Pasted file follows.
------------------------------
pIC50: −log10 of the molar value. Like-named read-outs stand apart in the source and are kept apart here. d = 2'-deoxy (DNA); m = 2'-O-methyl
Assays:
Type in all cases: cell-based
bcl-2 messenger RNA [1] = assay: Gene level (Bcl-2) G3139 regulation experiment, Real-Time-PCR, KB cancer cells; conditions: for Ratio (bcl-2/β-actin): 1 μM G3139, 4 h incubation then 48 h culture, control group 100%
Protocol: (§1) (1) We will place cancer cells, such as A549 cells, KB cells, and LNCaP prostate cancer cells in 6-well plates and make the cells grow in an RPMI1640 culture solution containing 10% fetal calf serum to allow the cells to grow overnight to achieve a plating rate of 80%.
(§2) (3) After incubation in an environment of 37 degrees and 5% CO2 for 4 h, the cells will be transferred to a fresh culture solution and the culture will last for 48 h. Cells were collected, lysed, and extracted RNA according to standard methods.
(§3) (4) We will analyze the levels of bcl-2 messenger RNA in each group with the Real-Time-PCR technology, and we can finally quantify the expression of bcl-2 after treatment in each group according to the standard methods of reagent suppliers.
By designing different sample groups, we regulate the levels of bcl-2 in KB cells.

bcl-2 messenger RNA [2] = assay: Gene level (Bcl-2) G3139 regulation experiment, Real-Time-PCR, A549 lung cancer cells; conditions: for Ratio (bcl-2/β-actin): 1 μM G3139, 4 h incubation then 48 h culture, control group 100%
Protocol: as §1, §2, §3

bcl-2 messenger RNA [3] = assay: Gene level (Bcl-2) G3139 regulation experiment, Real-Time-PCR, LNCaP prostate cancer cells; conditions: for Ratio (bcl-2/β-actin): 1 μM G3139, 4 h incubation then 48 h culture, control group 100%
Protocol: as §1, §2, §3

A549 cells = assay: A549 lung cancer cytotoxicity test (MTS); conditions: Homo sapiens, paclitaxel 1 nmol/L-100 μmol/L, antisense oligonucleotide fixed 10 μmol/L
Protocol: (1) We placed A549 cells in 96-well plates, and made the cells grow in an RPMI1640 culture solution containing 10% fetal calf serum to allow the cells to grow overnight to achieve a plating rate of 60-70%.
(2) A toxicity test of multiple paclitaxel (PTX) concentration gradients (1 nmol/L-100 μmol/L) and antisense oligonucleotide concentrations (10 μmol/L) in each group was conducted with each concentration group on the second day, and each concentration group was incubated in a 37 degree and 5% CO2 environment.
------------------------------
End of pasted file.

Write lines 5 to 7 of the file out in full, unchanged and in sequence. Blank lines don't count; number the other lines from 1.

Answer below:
Protocol: (§1) (1) We will place cancer cells, such as A549 cells, KB cells, and LNCaP prostate cancer cells in 6-well plates and make the cells grow in an RPMI1640 culture solution containing 10% fetal calf serum to allow the cells to grow overnight to achieve a plating rate of 80%.
(§2) (3) After incubation in an environment of 37 degrees and 5% CO2 for 4 h, the cells will be transferred to a fresh culture solution and the culture will last for 48 h. Cells were collected, lysed, and extracted RNA according to standard methods.
(§3) (4) We will analyze the levels of bcl-2 messenger RNA in each group with the Real-Time-PCR technology, and we can finally quantify the expression of bcl-2 after treatment in each group according to the standard methods of reagent suppliers.